Bill establishes guardian program


After a long weekend observing Presidents’ Day, the Kentucky General Assembly returned to Frankfort on Tuesday, energized and ready to tackle the second half of the 2024 Regular Session with renewed enthusiasm and a few extra cups of coffee. The deadline for Senate bill filings is Wed, February 28, and the Senate will begin hearing House bills in earnest.  
The momentum picked up this week and we passed the following bills which will now be taken up by the House for further consideration. If approved, they will be delivered to the Governor’s desk to be signed, vetoed, or left to become law without a signature.
 I filed a significant piece of legislation in Senate Bill 2.  
SB 2 establishes the Kentucky Guardian program, which empowers school districts to engage employees to bolster safety and security on school premises. Beginning with the 2025-26 school year, local school boards facing challenges in meeting School Resource Officer (SRO) coverage prerequisites may contract one or more guardians.
These guardians, who may be honorably discharged military veterans, retired Kentucky state troopers, retired law enforcement officers, and former federal agents, are designated to provide temporary safety measures until certified SROs become available.
SB 2 also addresses trauma-informed care by integrating school guidance counselors,  school psychologists, social workers, SROs, and mental health service providers into a comprehensive team.
SB creates the School Mapping Data Program to be administered by the Kentucky Center for School Safety, establishing a single verified source of standardized mapping data for school campuses that will be accessible to public safety agencies to ensure efficient response to any school campus emergency.
SB 74 would establish a state maternal fatality review team to enhance the monitoring of child and maternal fatalities. It would define the team›s jurisdiction and require cooperation with an external child fatality review panel. It would also direct the Cabinet for Health and Family Services to publish an annual report on hospital delivery procedures starting December 1, 2024.
SB 89 would mandate the Department for Medicaid Services and any managed care organization contracted for Medicaid services to offer coverage provided by licensed certified professional midwives. The aim would be to ensure that certified professional midwifery services are included in the scope of Medicaid coverage and allow for the pursuit of federal approval when required. The Cabinet for Health and Family Services or the Department for Medicaid Services must seek federal approval if they determine it necessary to implement this coverage.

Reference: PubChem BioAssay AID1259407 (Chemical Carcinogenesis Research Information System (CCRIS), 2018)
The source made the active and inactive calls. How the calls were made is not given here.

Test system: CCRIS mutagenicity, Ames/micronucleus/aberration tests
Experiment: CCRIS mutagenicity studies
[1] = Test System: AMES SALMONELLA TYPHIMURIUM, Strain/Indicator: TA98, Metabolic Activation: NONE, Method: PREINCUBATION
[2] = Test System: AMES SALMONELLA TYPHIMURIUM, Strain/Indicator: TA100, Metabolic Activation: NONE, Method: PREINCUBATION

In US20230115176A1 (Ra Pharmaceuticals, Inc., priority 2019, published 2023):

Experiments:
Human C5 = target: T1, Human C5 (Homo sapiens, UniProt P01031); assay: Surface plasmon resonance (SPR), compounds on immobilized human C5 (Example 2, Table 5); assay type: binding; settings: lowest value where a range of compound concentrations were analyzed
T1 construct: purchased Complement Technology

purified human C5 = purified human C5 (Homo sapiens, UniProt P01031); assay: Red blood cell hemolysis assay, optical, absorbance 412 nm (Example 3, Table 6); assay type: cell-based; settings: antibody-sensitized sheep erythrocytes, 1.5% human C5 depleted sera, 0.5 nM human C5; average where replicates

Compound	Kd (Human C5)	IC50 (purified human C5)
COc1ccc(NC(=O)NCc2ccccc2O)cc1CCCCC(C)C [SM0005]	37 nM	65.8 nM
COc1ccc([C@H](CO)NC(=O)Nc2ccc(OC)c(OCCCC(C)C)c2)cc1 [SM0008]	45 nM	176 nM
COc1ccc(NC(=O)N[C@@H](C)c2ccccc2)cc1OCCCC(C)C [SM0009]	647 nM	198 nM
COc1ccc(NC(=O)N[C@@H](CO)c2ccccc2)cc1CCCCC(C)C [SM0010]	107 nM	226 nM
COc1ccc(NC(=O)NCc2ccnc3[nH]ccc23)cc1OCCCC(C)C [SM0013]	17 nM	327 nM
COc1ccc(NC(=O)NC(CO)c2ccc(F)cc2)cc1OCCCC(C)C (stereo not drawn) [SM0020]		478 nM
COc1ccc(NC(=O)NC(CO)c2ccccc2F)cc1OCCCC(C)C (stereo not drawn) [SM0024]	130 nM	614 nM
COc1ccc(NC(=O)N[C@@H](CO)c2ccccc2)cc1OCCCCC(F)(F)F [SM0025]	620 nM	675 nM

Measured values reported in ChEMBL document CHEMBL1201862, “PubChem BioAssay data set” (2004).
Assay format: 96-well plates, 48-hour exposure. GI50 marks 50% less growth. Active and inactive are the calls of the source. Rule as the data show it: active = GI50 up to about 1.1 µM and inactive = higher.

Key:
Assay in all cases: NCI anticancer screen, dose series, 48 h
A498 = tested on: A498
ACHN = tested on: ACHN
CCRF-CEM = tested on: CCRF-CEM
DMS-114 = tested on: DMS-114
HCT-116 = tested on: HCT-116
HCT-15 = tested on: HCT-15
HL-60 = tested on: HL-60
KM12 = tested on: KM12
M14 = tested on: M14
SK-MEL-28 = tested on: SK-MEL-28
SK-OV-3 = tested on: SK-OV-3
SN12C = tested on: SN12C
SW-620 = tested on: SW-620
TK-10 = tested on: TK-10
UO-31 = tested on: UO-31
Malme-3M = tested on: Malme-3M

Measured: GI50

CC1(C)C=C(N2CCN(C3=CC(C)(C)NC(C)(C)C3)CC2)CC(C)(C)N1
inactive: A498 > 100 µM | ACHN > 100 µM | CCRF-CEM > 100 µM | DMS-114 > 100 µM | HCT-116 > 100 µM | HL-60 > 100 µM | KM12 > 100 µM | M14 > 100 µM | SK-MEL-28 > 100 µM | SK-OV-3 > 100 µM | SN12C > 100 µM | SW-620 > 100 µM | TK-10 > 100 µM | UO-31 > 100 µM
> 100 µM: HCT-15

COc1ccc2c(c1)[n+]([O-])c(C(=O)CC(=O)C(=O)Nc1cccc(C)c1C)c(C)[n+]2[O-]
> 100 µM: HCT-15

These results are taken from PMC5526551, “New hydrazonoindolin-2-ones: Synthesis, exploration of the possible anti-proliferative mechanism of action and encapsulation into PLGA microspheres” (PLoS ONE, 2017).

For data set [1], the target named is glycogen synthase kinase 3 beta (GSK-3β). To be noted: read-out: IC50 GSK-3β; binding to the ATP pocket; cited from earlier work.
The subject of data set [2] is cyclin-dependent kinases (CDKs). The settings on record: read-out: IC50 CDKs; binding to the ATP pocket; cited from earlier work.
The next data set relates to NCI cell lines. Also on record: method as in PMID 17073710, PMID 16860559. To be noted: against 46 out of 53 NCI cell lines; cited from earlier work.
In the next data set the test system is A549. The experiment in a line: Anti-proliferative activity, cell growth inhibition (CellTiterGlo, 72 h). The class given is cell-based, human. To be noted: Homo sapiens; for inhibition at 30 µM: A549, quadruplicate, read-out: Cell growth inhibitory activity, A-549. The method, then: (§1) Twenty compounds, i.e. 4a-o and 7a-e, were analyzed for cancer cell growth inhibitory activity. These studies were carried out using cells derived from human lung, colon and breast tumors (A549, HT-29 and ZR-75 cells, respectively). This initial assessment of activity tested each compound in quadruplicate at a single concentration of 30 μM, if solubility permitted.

SB 14 would address Kentucky Cosmetology Board issues and remove barriers for nail technicians. The legislation would mandate a warning notice before an immediate salon shutdown unless there’s an immediate public health threat. It would require detailed violation descriptions and specific remedies in the notice. SB 14 would also mandate administrative hearings post-emergency order for salons to resume operations. Additionally, the bill would add two new board members—an esthetician and a nail technician.
SB 45, if enacted, would establish the Kentucky Ashanti Alert System to promptly alert the public when a “missing adult” is believed to be in immediate danger of abduction or kidnapping. Developed by the Kentucky State Police (KSP), it would use existing resources like electronic highway signs and the Amber Alert System. The system would encourage law enforcement cooperation, operate within existing budgets, and activate based on KSP’s assessment for public safety and secure recovery.
SB 48 would increase the time in which two separate offenses of theft by unlawful taking must occur for the offenses to be combined and the value of the property aggregated to determine the appropriate charge.
SB 91 would streamline Kentucky driver’s licensing services establishing at least one regional office in each senatorial district by July 1, 2025. The bill would allow county clerks to choose to provide operator›s licenses or personal ID cards. It would also permit third-party entities to issue licenses, with associated costs and a potential convenience fee. Additionally, the bill would initiate a KSP pilot project for skills testing, reducing travel for high school students in five counties without a regional office. The pilot program would operate from September 1, 2024, to June 30, 2026.
SB 107 would address various transportation issues, including restricting semi-trucks from the left lane except in certain conditions, streamlining commercial vehicle registration, enforcing towing regulations, adding organ donation information to driver education, and allowing for adjustments to certain fees.
 You can find the status of legislation like this and others by calling 866-840-2835 or receiving legislative meeting information at 800-633-9650. You can also watch and follow legislative activity at and 126 would propose amending the Constitution of Kentucky to limit a governor›s ability to issue pardons or sentence commutations before an election. The aim would be to enhance accountability and prevent potential misuse of executive power during sensitive political periods. If passed by the House with the approved three-fifths majority, it would be included in a future general election ballot.
Thank you for your continued interest and engagement in the 2024 Regular Session and it is a privilege to represent you in Frankfort. Please don’t hesitate to contact my office if I can assist you. You can email me at or reach my office toll-free at 1-800-372-7181.

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